In a few hours we'll board our U.S. Airways flight bound for Phoenix. On some level it feels like we're going back. On another level, the question dangles: Going back to what?
It's not meant to be enigmatic. It's just that I often conclude there is no such thing as going back.
Even if 99.9% of everything - people, places, things, scenery, weather - remain as they are or once were, at least 1/10 of 1 % changes. That factor of 1/10 means nothing is static.
Who said it? There's nothing more constant than change ...
- People age.
- Landscapes become overgrown or under-turned.
- New things crop up; like roads and houses.
- Babies are born.
- The old ones (the ones my dear Elaine calls "the ancients") die.
- Wisdom roots where the lack of it once dwelled.
Then there's me: I'm different today than yesterday; and I'm hugely different than six months ago, or last year. Even if everything else remained as is, I haven't. Or I sure hope I haven't.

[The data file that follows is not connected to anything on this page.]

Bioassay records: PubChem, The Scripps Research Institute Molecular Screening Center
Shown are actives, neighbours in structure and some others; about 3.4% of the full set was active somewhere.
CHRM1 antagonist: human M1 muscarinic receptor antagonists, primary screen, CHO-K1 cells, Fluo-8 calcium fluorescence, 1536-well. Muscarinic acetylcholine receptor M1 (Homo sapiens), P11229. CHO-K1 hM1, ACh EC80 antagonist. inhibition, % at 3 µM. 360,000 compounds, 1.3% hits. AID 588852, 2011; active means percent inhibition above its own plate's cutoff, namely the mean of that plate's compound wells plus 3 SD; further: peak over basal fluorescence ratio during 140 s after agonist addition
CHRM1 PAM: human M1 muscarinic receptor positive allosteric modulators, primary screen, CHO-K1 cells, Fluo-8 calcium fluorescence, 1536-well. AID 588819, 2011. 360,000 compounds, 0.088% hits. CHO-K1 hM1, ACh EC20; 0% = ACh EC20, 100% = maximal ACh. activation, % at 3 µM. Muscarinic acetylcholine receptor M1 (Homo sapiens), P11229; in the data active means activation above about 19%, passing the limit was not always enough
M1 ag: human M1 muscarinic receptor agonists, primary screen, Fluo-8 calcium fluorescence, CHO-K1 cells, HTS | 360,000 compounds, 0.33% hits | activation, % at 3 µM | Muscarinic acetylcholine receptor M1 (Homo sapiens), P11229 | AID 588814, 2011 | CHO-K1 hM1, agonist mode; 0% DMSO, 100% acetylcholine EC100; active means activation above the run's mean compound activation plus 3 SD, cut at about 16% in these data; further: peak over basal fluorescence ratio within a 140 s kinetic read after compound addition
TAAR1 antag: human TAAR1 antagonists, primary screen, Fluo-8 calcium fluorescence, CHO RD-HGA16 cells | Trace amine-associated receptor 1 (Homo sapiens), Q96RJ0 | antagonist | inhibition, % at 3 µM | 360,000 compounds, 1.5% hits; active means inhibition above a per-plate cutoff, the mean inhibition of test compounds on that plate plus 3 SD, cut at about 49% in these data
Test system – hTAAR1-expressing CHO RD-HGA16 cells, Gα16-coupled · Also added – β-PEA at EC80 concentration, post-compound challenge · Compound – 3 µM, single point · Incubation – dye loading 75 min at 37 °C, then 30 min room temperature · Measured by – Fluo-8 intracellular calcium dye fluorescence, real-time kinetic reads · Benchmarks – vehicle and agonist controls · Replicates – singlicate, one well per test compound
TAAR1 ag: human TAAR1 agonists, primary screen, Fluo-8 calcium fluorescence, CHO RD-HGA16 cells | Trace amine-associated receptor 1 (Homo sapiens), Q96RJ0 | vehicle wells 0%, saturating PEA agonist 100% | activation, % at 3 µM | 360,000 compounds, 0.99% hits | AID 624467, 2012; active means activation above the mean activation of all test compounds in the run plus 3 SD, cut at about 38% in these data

So, we're not really going back to Phoenix.
What we are doing is taking a trip to a familiar, though altogether new place. It means I need to prepare to see things differently; in a new light. To prepare in any lessor way is to miss the fresh, and perhaps the best.
Something tells me the dangling question is exactly why life holds so much adventure, and meaning.
It's possible (and probable) that we never really go back or backwards, but forever forwards.
The best is always yet to come in the economy of the 1/10 of 1%, but only if we allow it.